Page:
“So the site plan does not conform to the max version of the range of improvements I set out, but they did hit the salient points and it was acceptable,” said Cannon. “They gave up three of those [parking spaces] and didn’t want to give up more because it’s a balance of flow vs. parking.”
The initial analysis also called for a wider turn radius for making a U turn into the restaurant’s parking lot. That change has been made by shifting the building to the west, said Kelly.
When questioned about congestion within the restaurant’s parking lot, Cannon replied, “Chick fil-A has 20-some spaces in the drive-through. They should be able to keep all the drive-through cars in the drive-through lanes outside the parking area. On a busy-busy day they may spill back into the parking area. If they need more parking than your code requires we recommended that they come up with a shared parking agreement with the center … such that the employees could have a space where they’d park so it could free up patron space.”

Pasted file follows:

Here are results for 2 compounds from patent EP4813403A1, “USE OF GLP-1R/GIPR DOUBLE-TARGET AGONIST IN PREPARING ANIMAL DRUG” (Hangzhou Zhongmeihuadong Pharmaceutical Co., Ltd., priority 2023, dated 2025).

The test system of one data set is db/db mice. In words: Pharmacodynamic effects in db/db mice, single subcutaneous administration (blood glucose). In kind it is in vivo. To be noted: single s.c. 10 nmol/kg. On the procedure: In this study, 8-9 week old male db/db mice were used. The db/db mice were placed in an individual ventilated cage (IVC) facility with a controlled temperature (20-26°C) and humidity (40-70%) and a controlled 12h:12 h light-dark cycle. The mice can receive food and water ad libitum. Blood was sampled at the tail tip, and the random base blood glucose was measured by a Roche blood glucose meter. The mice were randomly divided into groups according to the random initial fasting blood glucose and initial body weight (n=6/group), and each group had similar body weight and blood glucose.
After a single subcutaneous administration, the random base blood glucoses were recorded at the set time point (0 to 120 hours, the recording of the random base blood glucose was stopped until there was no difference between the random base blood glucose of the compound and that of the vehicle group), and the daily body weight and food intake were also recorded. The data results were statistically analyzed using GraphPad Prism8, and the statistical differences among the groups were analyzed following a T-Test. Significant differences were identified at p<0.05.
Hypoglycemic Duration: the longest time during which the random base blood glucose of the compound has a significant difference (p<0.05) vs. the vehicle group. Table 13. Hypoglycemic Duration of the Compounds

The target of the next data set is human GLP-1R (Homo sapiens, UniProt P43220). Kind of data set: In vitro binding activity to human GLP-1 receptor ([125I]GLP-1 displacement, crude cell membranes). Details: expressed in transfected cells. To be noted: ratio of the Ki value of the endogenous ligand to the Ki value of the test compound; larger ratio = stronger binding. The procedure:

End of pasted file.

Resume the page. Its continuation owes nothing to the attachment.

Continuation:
Alderman Maureen Saunders asked Cannon what would happen if Chick fil-A brings a lot more traffic onto Eager Road than CBB predicts.
“The capacity of Eager Road is way more than what the current volume is,” Cannon said. “You could put three Chick Fil-A’s on Eager Road and the volume would still be fine. That five-lane road has a lot of surplus capacity.”
How members voted
The planning and zoning commission on Dec. 10 voted to recommend approval of the site plan and conditional use permit in a 6-3 vote. “Yes” votes were made by David Plufka, Dan Glowski, Sheri Bilderback, Terry Noles, Rich Obertino and Clint Lewis. “No” votes: David Dimmitt, Jennifer Hansen and John Nuernberger.
Aldermen who voted “yes”: Anthony Harper, Lee Wynn, Keith Robertson, Andy Leahy, Cindy Manestar and Maureen Saunders. “No” votes: Thomas Kramer and Patrick Toohey.